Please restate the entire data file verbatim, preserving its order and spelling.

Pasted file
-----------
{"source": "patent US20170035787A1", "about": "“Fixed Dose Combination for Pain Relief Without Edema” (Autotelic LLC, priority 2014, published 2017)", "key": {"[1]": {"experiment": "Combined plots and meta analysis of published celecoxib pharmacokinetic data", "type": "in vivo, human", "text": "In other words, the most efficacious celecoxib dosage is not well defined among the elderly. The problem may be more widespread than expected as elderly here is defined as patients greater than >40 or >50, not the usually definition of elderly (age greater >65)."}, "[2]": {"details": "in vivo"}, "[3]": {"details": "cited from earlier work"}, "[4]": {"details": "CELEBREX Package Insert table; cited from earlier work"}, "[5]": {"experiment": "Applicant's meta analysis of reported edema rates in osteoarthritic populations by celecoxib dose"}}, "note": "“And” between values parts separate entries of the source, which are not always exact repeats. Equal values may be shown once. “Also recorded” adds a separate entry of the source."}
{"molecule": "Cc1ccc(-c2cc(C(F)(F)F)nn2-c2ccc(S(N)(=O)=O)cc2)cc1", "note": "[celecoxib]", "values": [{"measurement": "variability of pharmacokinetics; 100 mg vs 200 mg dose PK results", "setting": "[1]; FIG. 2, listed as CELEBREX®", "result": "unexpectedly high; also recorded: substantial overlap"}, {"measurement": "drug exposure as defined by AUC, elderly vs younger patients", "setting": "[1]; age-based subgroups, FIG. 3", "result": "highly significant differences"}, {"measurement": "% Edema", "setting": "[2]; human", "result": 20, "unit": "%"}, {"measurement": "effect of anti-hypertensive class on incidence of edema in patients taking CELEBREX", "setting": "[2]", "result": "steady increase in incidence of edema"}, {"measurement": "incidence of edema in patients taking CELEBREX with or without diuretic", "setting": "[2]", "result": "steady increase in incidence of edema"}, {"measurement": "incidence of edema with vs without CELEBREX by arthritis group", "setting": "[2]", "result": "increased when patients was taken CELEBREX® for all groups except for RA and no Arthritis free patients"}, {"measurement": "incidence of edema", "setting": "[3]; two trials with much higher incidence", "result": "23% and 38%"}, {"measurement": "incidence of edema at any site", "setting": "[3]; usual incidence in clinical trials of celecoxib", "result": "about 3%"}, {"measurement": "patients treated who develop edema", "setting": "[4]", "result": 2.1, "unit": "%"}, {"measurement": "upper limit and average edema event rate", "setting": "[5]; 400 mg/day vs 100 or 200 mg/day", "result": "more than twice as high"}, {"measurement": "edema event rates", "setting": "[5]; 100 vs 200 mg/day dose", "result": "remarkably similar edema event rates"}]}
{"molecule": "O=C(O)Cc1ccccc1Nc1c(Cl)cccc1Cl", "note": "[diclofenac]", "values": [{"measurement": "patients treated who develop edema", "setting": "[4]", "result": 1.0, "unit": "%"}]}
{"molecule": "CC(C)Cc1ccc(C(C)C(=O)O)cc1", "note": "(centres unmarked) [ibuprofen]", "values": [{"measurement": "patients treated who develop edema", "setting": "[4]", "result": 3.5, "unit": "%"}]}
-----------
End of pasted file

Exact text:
{"source": "patent US20170035787A1", "about": "“Fixed Dose Combination for Pain Relief Without Edema” (Autotelic LLC, priority 2014, published 2017)", "key": {"[1]": {"experiment": "Combined plots and meta analysis of published celecoxib pharmacokinetic data", "type": "in vivo, human", "text": "In other words, the most efficacious celecoxib dosage is not well defined among the elderly. The problem may be more widespread than expected as elderly here is defined as patients greater than >40 or >50, not the usually definition of elderly (age greater >65)."}, "[2]": {"details": "in vivo"}, "[3]": {"details": "cited from earlier work"}, "[4]": {"details": "CELEBREX Package Insert table; cited from earlier work"}, "[5]": {"experiment": "Applicant's meta analysis of reported edema rates in osteoarthritic populations by celecoxib dose"}}, "note": "“And” between values parts separate entries of the source, which are not always exact repeats. Equal values may be shown once. “Also recorded” adds a separate entry of the source."}
{"molecule": "Cc1ccc(-c2cc(C(F)(F)F)nn2-c2ccc(S(N)(=O)=O)cc2)cc1", "note": "[celecoxib]", "values": [{"measurement": "variability of pharmacokinetics; 100 mg vs 200 mg dose PK results", "setting": "[1]; FIG. 2, listed as CELEBREX®", "result": "unexpectedly high; also recorded: substantial overlap"}, {"measurement": "drug exposure as defined by AUC, elderly vs younger patients", "setting": "[1]; age-based subgroups, FIG. 3", "result": "highly significant differences"}, {"measurement": "% Edema", "setting": "[2]; human", "result": 20, "unit": "%"}, {"measurement": "effect of anti-hypertensive class on incidence of edema in patients taking CELEBREX", "setting": "[2]", "result": "steady increase in incidence of edema"}, {"measurement": "incidence of edema in patients taking CELEBREX with or without diuretic", "setting": "[2]", "result": "steady increase in incidence of edema"}, {"measurement": "incidence of edema with vs without CELEBREX by arthritis group", "setting": "[2]", "result": "increased when patients was taken CELEBREX® for all groups except for RA and no Arthritis free patients"}, {"measurement": "incidence of edema", "setting": "[3]; two trials with much higher incidence", "result": "23% and 38%"}, {"measurement": "incidence of edema at any site", "setting": "[3]; usual incidence in clinical trials of celecoxib", "result": "about 3%"}, {"measurement": "patients treated who develop edema", "setting": "[4]", "result": 2.1, "unit": "%"}, {"measurement": "upper limit and average edema event rate", "setting": "[5]; 400 mg/day vs 100 or 200 mg/day", "result": "more than twice as high"}, {"measurement": "edema event rates", "setting": "[5]; 100 vs 200 mg/day dose", "result": "remarkably similar edema event rates"}]}
{"molecule": "O=C(O)Cc1ccccc1Nc1c(Cl)cccc1Cl", "note": "[diclofenac]", "values": [{"measurement": "patients treated who develop edema", "setting": "[4]", "result": 1.0, "unit": "%"}]}
{"molecule": "CC(C)Cc1ccc(C(C)C(=O)O)cc1", "note": "(centres unmarked) [ibuprofen]", "values": [{"measurement": "patients treated who develop edema", "setting": "[4]", "result": 3.5, "unit": "%"}]}